TECHNICAL NOTE DATA QUALITY
INTRODUCTION
1 Estimates in this publication are based on information obtained from occupants of a sample of dwellings, and are subject to sampling variability. That is, they may differ from those estimates that would have been produced if all dwellings had been included in the survey. One measure of the likely difference is given by the standard error (SE), which indicates the extent to which an estimate might have varied by chance because only a sample of dwellings was included. There are about two chances in three (67%) that a sample estimate will differ by less than one SE from the number that would have been obtained if all dwellings had been included, and about 19 chances in 20 (95%) that the difference will be less than two SEs. Another measure of the likely difference is the relative standard error (RSE), which is obtained by expressing the SE as a percentage of the estimate.
2 Due to space limitations, it is impractical to print the SE of each estimate in the publication. Instead, a table of SEs is provided to determine the SE for an estimate from the size of that estimate ( see table T1). The SE table is derived from a mathematical model, referred to as the 'SE model', which is created using data from a number of past Labour Force Surveys. It should be noted that the SE model only gives an approximate value for the SE for any particular estimate, since there is some minor variation between SEs for different estimates of the same size.
CALCULATION OF STANDARD ERROR
3 An example of the calculation and the use of SEs in relation to estimates of persons is as follows. Table 4 shows the estimated number of female underemployed parttime workers was 446,000. Since this estimate is between 300,000 and 500,000, table T1 shows that the SE for Australia will lie between 6,650 and 8,350 and can be approximated by interpolation using the following general formula:
4 Therefore, there are about two chances in three that the value that would have been produced if all dwellings had been included in the survey will fall within the range 438,100 to 453,900 and about 19 chances in 20 that the value will fall within the range 430,200 to 461,800. This example is illustrated in the following diagram.
5 In general, the size of the SE increases as the size of the estimate increases. Conversely, the RSE decreases as the size of the estimate increases. Very small estimates are thus subject to such high RSEs that their value for most practical purposes is unreliable. In the tables in this publication, only estimates with RSEs of 25% or less are considered reliable for most purposes. Estimates with RSEs greater than 25% but less than or equal to 50% are preceded by an asterisk (e.g.*3.2) to indicate they are subject to high SEs and should be used with caution. Estimates with RSEs of greater than 50%, preceded by a double asterisk (e.g.**0.3), are considered too unreliable for general use and should only be used to aggregate with other estimates to provide derived estimates with RSEs of less than 25%.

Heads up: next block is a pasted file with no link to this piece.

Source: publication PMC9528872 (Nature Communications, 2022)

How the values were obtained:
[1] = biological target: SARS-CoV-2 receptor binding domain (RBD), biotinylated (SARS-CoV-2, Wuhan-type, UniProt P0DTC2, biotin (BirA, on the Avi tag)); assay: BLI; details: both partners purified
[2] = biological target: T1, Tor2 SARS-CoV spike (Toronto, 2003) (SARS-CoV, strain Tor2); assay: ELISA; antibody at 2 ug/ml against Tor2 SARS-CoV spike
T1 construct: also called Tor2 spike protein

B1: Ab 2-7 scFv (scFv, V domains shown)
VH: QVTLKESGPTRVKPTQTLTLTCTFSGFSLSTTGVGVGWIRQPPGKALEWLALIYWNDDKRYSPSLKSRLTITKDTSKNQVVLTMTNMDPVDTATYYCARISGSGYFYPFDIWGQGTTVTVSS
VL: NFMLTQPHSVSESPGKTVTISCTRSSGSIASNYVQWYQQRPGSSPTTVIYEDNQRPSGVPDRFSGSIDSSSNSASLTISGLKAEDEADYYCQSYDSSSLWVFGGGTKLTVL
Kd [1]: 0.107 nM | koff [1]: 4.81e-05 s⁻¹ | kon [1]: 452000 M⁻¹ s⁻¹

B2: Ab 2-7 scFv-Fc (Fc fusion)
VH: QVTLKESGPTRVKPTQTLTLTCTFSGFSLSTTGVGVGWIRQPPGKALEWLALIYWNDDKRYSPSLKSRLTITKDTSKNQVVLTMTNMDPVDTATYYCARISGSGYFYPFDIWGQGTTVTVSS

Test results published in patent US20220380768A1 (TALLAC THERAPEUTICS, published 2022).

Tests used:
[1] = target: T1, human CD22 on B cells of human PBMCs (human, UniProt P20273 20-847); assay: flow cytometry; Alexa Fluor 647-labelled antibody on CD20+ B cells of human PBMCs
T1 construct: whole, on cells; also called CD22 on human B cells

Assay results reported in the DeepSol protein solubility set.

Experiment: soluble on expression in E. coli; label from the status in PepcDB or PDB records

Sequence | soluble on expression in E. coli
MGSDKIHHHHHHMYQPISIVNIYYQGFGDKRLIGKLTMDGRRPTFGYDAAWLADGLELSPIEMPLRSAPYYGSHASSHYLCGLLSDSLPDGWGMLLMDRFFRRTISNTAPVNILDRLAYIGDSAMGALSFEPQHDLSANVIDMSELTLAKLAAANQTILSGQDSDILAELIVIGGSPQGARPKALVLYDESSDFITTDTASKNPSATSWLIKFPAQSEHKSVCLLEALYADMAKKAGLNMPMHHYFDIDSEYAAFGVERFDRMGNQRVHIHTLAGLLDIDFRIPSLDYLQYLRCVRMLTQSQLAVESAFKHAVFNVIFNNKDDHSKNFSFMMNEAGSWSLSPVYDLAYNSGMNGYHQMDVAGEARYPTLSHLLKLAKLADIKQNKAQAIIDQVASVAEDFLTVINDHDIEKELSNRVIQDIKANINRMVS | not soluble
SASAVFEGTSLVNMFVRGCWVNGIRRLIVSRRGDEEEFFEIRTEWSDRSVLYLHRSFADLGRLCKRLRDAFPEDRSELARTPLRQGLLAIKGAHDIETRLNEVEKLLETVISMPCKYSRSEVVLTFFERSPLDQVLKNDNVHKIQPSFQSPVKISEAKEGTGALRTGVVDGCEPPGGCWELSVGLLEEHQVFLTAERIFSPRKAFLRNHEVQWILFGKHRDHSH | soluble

MEANS AND MEDIANS
6 The RSEs of estimates of mean duration of insufficient work, median duration of insufficient work and mean preferred number of extra hours are obtained by first finding the RSE of the estimate of the total number of persons contributing to the mean or median ( see table T1) and then multiplying the resulting number by the following factors:
 mean duration of insufficient work: 1.6
 median duration of insufficient work: 2.5
 mean preferred number of extra hours: 0.7
7 The following is an example of the calculation of SEs where the use of a factor is required. Table 4 shows that the estimated number of male underemployed parttime workers was 276,600 with a median duration of insufficient work of 28 weeks. The SE of 276,600 can be calculated from table T1 (by interpolation) as 6,400. To convert this to an RSE we express the SE as a percentage of the estimate or 6,400/276,600 = 2.3%.
8 The RSE of the estimate of median duration of insufficient work is calculated by multiplying this number (2.3%) by the appropriate factor shown in paragraph 6 (in this case 2.5): 2.5 x 2.3 = 5.8%. The SE of this estimate of median duration of insufficient work is therefore 5.8% of 28, i.e. about 2 (rounded to the nearest whole week). Therefore, there are two chances in three that the median duration of insufficient work for males that would have been obtained if all dwellings had been included in the survey would have been within the range 2630 weeks, and about 19 chances in 20 that it would have been within the range 2432 weeks.